Wednesday, December 23, 2015

“Change has to come for life to struggle forward.” ― Helen Hollick

    The response to yesterday’s blog was encouraging and lifted my spirits as so many agreed and some even posted pictures of that stanza being shown on the big screens at their churches where they sang the hymn.  I do believe in radical obedience to Christ and will practice it as long as I still have breath and will hope at the same time that more and more will also answer His call to love, forgiveness, caring, and welcoming strangers.
    On the home front, Edina’s brother died on Monday after suffering for over five years with AIDS, and she left yesterday for the funeral in a city the other side of Mwanza.  I gave her bus money and money to help with food for the funeral.  Even though his death is a release from his suffering, Edina’s eyes were still filled with tears as she spoke to me.  The pain of loss is never eased no matter what the circumstances, and we are praying for her courage and comfort.  
    Shaban only has to get three windows installed in his new house and he can move his family in next month.  It is a very nice house built with concrete bricks and a rust-proof blue metal roof.  The whole family is excited about that new adventure.  He is also working on metal tables for Karen’s school storage to keep the termites from destroying the books and is doing that today.  Yesterday, he went to Musoma to get our monthly money from the bank which was full to the brim with people getting money for Christmas.  He also was able to send Pete the money to fix the teeth of the two boys who will soon be able to smile proudly.  Pete was effusive in his thanks, but, as usual, we just wish we could do more.  Shaban also paid Social Security for all our workers and made sure our monthly internet bill was paid as well.  In the U.S., the errands that he ran would have taken an hour or two at most, but here, it was an all-day affair.  He helps us so much in so many ways.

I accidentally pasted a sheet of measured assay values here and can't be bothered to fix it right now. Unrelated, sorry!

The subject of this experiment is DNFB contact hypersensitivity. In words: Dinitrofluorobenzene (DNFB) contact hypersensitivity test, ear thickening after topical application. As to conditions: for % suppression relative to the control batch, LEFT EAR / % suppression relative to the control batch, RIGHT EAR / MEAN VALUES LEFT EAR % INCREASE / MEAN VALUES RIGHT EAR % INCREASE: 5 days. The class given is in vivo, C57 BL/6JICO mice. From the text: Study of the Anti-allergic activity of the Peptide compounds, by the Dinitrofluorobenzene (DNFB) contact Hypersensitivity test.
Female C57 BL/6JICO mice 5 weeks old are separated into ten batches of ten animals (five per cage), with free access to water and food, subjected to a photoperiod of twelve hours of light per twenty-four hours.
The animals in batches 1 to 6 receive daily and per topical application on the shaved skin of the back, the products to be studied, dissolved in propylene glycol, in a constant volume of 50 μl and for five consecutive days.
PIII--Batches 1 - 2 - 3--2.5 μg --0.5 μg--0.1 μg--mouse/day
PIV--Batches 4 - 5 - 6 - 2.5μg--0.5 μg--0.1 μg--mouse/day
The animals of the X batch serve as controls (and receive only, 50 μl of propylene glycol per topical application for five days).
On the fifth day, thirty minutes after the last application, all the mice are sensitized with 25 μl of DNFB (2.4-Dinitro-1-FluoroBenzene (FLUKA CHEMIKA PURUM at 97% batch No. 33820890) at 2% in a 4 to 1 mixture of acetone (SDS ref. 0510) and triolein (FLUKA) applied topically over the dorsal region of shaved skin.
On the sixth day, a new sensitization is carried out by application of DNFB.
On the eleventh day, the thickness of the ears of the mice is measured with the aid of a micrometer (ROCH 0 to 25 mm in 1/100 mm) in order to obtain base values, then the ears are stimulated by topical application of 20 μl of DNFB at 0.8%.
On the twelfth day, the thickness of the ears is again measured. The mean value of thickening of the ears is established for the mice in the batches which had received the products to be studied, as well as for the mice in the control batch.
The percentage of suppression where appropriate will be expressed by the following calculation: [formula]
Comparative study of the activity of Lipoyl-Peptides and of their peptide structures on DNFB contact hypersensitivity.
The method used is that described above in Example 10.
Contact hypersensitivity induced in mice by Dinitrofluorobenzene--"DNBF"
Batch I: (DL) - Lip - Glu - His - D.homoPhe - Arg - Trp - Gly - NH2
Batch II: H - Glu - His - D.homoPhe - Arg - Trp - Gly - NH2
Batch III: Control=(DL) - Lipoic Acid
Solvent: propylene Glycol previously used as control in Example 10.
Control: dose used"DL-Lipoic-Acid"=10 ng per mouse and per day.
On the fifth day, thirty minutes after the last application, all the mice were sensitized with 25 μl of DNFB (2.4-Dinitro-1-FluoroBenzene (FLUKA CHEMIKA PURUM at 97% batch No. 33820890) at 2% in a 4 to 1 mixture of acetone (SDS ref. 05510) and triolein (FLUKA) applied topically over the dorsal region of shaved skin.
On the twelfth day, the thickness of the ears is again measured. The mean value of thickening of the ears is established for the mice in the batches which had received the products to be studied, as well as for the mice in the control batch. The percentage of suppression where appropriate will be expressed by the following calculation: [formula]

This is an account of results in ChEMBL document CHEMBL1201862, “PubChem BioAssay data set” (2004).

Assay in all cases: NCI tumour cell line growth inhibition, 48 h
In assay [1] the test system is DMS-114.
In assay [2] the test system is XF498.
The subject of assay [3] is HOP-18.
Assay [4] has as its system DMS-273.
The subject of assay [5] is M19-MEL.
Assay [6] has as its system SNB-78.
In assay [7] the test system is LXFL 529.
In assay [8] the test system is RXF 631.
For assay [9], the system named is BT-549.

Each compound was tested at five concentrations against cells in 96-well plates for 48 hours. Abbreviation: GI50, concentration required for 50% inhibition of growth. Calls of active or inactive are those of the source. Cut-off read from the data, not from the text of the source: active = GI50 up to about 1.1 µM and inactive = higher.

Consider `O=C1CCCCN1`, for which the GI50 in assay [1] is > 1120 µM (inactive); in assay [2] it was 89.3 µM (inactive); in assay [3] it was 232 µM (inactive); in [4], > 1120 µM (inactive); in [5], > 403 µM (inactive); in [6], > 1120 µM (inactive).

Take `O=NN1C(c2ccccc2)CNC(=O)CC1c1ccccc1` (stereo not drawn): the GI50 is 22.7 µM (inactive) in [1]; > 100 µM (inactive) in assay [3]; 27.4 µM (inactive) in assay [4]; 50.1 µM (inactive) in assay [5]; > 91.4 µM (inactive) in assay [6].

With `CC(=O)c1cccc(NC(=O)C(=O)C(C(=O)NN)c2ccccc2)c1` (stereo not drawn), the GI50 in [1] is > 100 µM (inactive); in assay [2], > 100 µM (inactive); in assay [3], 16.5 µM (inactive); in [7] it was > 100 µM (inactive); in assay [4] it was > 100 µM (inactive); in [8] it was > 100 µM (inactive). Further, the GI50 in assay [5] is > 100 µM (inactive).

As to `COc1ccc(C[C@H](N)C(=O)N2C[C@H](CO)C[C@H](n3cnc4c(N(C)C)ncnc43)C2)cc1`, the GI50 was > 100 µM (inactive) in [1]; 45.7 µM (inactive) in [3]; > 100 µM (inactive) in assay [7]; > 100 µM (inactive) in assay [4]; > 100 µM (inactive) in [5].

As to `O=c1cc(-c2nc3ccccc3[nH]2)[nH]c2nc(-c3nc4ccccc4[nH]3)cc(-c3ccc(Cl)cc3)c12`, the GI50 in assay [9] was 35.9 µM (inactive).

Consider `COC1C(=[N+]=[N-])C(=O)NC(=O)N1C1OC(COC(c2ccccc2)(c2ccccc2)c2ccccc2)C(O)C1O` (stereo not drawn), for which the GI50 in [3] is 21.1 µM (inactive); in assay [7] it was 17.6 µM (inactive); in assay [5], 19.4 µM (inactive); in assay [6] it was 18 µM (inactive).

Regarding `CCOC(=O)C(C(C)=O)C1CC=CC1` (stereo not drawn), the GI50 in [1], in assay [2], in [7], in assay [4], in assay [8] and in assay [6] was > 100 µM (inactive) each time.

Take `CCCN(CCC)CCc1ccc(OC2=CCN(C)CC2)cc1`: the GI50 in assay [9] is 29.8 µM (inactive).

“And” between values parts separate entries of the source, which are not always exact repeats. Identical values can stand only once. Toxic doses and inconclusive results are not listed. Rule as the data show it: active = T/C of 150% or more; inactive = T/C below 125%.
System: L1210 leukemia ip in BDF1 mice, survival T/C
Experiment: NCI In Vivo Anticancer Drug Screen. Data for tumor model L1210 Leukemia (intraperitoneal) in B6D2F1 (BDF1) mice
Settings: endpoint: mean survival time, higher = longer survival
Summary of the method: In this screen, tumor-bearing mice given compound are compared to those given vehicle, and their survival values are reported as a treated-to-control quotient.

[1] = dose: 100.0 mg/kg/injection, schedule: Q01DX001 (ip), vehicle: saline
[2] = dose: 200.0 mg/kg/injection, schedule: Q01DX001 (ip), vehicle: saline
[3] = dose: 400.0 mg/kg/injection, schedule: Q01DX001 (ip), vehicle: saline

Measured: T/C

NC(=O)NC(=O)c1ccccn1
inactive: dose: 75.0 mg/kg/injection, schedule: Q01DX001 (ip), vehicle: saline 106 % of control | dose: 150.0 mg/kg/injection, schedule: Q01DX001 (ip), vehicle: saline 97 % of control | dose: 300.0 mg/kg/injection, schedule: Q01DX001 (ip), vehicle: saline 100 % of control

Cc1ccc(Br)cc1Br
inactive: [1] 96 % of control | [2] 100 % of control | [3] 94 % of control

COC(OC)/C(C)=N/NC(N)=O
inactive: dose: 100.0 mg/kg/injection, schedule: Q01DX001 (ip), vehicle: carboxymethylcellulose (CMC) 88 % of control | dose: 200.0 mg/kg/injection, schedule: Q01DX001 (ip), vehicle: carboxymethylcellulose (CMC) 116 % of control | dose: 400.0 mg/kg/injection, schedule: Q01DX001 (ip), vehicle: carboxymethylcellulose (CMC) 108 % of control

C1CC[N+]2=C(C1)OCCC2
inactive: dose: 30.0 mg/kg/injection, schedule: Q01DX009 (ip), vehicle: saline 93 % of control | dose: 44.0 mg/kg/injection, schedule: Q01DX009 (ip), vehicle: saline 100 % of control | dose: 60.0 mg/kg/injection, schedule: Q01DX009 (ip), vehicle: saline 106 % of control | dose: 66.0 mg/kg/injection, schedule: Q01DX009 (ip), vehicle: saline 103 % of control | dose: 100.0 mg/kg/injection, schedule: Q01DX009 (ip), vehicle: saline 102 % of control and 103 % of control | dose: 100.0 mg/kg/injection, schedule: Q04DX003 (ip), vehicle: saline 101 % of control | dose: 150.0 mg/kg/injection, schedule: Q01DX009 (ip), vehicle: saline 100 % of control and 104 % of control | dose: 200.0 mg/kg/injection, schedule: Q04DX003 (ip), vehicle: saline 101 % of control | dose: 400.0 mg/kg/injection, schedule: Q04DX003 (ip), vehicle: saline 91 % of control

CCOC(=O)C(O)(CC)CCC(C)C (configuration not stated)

Juliana is still showing up on time and doing her work outside and is now living in a house away from her family with just she and Charlini living there which is a good thing.  We are still working on getting Charlini into a boarding school, but it may be summer before we can make that happen.  And speaking of next summer, my son Chris, his wife Brenda, and my sister Penny are working on plans to come visit which makes us all very happy.
    We will also be hosting a woman from Boston University who is working on her Master’s Thesis based on the Methodist church in Tanzania and surrounding countries.  She will be with us for about ten days beginning January 10th, and I am looking forward to visiting with her and taking her to see some of our churches.  Don’t know how much help we’ll be, but we will do whatever we can to assist her.  Here, we welcome strangers from other countries, other faiths, other races, and whose politics differ from ours.  It is what we have been called to do, and just to remind you once again:

Truly He taught us to love one another;
His law is love and His gospel is peace.
Chains shall He break for the slave is our brother;
And in His name all oppression shall cease.

Amen and Merry Christmas to you all (y’all in most cases).
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